Muskogee, I.T., Feb. 19 - Deputy Marshal John Cordell of Wewoka has brought to Muskogee Barney Fixico and an Indian known as "Wild Cat", who with several others are charged with the killing of Billy Cully, a prominent Seminole Indian light horse man, five miles west of Sasakwa on the night of Feb. 3. Deputy Marshal Bass Reeves of this city identified "Wild Cat" as an Indian he arrested twenty years ago while he was Deputy United States Marshal at Fort Smith. The jail records substantiate Reeves. The officer was sent to the territory to arrest "Wild Cat" and while on his way escaped and this is the first time the officers have seen him since. It was thought the man dead long ago.
 
Ada Evening News, February 20, 1906
Marshals Office Resumes Business
After ten days of inactivity and suspense in the Ada office of the U.S. Marshal, caused by the change of marshals for the Southern District, business was resumed in full blast Tuesday morning to prepare for the March term of court. Office Deputy Brents and Chapman returned Monday afternoon from Ardmore with their commissions of reappointment. The new marshal, G.A. Porter, reappointed the entire old force of deputies, save four or five who had to be displaced for close friends of his. This, notwithstanding new applications were numerous, and there was considerable filing of charges against old incumbents.
 
Ada Evening News, February 21, 1906
Deputy Marshal Chapman went to Stonewall.
 
*Ada Evening News, February 21, 1906
More Pie For Muskogee
Ardmore, Feb. 2 - It is announced that Clarence G. McKoin will be chief deputy to Marshal A.G. Porter of the Southern District. McKoin is employed by the Government at Muskogee.
 
Ada Evening News, February 24, 1906
Constable Eli Morris returned last night from Sulphur, where he spent a busy week in official work. He says Sulphur is becoming an important point for court business.
 
Ada Evening News, February 26, 1906
Court At Stonewall
This Monday is regular commissioner's court day at Stonewall. Judge Winn, Constable Morris, and Attorney J.F. McKeel went down for the monthly grind.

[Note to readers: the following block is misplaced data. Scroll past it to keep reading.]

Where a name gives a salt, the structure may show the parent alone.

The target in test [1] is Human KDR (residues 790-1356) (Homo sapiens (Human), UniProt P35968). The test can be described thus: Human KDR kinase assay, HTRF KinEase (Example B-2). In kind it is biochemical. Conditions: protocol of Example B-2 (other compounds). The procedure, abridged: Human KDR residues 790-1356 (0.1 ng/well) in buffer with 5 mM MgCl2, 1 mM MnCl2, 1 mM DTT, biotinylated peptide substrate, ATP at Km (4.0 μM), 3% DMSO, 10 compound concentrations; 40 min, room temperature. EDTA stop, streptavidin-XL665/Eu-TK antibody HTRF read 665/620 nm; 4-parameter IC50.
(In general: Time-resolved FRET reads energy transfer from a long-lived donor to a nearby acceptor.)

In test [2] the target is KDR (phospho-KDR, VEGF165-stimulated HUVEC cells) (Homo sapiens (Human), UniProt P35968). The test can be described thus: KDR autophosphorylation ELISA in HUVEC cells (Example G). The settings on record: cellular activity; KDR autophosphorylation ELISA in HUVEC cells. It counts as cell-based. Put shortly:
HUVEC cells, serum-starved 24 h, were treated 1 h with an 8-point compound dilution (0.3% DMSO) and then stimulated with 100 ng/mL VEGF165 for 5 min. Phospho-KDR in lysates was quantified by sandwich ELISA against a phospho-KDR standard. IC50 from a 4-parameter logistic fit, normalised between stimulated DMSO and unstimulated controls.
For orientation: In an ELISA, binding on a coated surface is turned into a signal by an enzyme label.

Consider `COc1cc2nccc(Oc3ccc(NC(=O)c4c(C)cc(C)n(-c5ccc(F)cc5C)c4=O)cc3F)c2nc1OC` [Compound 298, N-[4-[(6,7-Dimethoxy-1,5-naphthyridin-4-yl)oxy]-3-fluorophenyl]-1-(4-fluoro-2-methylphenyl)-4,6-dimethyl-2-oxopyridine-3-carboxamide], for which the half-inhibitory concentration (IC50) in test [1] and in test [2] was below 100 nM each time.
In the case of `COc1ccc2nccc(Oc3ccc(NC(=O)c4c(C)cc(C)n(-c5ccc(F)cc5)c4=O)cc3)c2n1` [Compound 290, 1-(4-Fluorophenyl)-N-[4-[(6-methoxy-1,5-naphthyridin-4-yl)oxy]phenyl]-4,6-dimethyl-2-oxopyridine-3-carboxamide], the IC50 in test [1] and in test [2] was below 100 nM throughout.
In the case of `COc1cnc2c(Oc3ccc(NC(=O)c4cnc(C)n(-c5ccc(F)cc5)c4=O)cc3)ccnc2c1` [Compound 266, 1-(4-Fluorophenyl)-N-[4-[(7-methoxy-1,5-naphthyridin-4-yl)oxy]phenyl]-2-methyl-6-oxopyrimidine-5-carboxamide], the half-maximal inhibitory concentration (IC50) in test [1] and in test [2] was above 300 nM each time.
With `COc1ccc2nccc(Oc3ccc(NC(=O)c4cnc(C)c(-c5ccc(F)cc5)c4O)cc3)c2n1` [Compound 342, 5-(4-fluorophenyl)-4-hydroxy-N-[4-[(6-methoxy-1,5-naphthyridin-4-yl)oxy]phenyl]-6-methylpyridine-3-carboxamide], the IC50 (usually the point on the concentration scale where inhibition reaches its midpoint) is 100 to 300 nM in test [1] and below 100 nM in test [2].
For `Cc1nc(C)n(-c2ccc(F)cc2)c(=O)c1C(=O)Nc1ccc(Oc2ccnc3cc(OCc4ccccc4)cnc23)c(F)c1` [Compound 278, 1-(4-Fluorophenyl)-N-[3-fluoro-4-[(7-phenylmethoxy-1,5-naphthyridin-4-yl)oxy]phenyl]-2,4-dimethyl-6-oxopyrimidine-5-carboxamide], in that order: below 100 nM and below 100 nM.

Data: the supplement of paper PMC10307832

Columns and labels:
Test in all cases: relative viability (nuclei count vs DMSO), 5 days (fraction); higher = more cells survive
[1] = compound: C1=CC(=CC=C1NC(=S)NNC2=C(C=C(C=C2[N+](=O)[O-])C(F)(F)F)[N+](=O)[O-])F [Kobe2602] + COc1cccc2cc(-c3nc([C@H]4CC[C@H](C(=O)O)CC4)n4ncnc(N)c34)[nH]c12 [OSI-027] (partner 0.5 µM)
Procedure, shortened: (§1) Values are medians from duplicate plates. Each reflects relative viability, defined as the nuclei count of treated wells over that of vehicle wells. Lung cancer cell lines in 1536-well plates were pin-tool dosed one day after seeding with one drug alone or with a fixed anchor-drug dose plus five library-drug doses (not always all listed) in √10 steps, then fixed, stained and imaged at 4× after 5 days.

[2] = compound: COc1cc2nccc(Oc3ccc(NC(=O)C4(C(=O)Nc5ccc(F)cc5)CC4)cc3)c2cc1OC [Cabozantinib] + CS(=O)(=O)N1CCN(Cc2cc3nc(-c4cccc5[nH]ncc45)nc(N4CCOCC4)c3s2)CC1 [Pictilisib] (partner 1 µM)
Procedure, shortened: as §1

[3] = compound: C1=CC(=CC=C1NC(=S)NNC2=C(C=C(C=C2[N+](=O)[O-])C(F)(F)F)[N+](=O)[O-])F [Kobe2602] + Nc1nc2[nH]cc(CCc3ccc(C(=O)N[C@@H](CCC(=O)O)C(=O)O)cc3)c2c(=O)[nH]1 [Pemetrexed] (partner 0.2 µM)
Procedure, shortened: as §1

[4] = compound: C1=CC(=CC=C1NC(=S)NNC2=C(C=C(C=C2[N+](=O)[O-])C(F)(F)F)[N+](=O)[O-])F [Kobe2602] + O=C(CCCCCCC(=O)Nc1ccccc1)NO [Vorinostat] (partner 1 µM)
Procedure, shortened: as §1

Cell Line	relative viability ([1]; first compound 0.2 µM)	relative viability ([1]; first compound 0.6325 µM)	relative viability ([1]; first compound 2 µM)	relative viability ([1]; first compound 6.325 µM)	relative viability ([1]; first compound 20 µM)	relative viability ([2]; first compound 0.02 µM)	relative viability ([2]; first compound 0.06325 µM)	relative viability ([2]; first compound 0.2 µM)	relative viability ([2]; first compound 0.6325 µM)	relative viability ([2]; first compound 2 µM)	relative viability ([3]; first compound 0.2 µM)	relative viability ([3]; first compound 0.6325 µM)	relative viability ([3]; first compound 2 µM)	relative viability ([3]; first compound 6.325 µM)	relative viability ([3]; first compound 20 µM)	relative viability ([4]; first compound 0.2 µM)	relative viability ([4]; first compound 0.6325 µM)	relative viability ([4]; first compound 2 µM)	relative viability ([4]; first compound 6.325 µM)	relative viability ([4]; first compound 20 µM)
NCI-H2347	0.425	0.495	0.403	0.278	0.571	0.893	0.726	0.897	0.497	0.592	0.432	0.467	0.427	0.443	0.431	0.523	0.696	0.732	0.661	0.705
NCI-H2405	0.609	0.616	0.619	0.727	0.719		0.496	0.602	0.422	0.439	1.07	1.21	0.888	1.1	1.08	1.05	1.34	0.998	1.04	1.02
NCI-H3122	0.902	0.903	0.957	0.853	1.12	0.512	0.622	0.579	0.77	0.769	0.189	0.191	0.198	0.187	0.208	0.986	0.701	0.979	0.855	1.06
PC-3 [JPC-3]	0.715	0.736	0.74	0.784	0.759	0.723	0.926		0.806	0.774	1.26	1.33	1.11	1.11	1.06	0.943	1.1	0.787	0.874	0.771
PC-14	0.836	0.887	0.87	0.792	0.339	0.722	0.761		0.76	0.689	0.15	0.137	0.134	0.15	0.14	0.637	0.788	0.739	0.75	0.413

Ada Evening News, February 27, 1906
Deputy Marshal Brents went to Tishomingo on court business.
 
Ada Evening News, February 28, 1906
Deputy Marshal Ed Brents returned home from an official trip to Tishomingo.
 
Ada Evening News, February 28, 1906
The "Uno" Reform
Vinita, I.T., Feb. 28 - The Uno reform for the Indian Territory that struck Muskogee some time ago has at last reached the Northern district of the Indian Territory. United States District Attorney Wade. S. Stanfield swore out a warrant before United States Commissioner Thomas J. Fears, charging A.J. Michael with selling intoxicating liquor in the Indian Territory. Michael has been selling Uno in Vinita. Mr. Michael will proceed under a writ of habeas corpus in the United States court and will in this way bring the Uno question directly before the federal authorities for a decision as to whether it is intoxicating and contains enough alcohol to bring it under the ban prescribed by Mellette, at Muskogee. A great many people here will testify that they drank Uno and it never had any intoxicating effect upon them. The case will be an interesting one and its final outcome will be watched with interest.

Dividing Line

Next Section - Law Enforcement Index - Newspaper Index - Home Page

[an error occurred while processing this directive]